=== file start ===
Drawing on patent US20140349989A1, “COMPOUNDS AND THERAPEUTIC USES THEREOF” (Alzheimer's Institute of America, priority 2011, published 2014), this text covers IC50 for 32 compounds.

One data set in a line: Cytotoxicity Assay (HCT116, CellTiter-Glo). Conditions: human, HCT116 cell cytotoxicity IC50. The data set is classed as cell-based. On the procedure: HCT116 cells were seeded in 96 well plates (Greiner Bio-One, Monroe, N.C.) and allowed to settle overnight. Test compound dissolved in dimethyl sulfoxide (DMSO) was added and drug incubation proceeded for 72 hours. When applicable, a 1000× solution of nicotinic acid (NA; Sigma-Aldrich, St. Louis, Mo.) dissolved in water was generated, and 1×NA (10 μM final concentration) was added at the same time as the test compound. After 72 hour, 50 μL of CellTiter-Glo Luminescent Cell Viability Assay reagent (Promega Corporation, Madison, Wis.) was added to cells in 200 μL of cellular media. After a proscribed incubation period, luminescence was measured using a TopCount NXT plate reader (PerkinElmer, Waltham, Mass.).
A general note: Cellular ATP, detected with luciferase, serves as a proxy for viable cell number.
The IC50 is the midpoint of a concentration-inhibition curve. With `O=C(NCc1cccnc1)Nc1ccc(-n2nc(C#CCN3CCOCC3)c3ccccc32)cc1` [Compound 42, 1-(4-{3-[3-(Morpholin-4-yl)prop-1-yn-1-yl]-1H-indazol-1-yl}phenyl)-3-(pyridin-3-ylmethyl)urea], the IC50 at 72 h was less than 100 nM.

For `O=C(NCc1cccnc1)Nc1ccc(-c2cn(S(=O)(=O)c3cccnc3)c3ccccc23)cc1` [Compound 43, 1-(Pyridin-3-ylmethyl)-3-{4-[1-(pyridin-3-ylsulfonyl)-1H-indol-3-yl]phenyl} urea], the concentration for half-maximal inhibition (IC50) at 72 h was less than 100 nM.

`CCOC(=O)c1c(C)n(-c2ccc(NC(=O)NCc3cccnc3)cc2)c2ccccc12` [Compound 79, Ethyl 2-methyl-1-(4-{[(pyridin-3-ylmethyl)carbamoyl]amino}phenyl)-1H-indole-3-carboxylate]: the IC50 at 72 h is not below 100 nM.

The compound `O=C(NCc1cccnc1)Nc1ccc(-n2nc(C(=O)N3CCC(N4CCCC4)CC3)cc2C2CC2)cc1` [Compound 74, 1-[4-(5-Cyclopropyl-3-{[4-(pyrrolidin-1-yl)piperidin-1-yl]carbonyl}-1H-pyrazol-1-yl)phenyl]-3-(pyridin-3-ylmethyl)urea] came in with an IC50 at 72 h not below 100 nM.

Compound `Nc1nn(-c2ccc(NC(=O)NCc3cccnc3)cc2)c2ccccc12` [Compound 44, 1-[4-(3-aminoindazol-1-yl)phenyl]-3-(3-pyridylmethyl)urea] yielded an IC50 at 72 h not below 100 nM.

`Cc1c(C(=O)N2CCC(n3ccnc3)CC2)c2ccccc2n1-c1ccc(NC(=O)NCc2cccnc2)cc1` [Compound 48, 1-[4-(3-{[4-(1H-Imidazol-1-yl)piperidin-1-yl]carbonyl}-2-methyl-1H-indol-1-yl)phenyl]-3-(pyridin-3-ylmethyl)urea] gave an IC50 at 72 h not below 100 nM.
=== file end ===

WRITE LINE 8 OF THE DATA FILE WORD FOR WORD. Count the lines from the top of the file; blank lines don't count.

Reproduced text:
Compound `Nc1nn(-c2ccc(NC(=O)NCc3cccnc3)cc2)c2ccccc12` [Compound 44, 1-[4-(3-aminoindazol-1-yl)phenyl]-3-(3-pyridylmethyl)urea] yielded an IC50 at 72 h not below 100 nM.